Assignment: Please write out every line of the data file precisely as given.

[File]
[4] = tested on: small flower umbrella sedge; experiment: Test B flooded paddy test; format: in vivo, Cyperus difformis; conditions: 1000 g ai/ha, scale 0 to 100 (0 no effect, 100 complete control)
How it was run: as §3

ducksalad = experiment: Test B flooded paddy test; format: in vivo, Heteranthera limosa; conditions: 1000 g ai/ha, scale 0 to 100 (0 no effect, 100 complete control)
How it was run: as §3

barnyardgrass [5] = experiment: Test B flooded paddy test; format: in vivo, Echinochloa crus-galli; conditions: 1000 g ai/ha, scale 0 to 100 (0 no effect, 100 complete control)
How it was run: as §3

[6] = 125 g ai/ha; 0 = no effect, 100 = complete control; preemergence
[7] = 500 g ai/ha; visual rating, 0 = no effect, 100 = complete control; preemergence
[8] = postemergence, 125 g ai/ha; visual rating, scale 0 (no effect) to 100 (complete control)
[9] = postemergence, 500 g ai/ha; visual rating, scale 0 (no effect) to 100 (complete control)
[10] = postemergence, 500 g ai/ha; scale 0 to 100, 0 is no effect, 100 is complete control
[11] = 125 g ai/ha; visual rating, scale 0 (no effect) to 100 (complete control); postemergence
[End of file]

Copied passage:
[4] = tested on: small flower umbrella sedge; experiment: Test B flooded paddy test; format: in vivo, Cyperus difformis; conditions: 1000 g ai/ha, scale 0 to 100 (0 no effect, 100 complete control)
How it was run: as §3

ducksalad = experiment: Test B flooded paddy test; format: in vivo, Heteranthera limosa; conditions: 1000 g ai/ha, scale 0 to 100 (0 no effect, 100 complete control)
How it was run: as §3

barnyardgrass [5] = experiment: Test B flooded paddy test; format: in vivo, Echinochloa crus-galli; conditions: 1000 g ai/ha, scale 0 to 100 (0 no effect, 100 complete control)
How it was run: as §3

[6] = 125 g ai/ha; 0 = no effect, 100 = complete control; preemergence
[7] = 500 g ai/ha; visual rating, 0 = no effect, 100 = complete control; preemergence
[8] = postemergence, 125 g ai/ha; visual rating, scale 0 (no effect) to 100 (complete control)
[9] = postemergence, 500 g ai/ha; visual rating, scale 0 (no effect) to 100 (complete control)
[10] = postemergence, 500 g ai/ha; scale 0 to 100, 0 is no effect, 100 is complete control
[11] = 125 g ai/ha; visual rating, scale 0 (no effect) to 100 (complete control); postemergence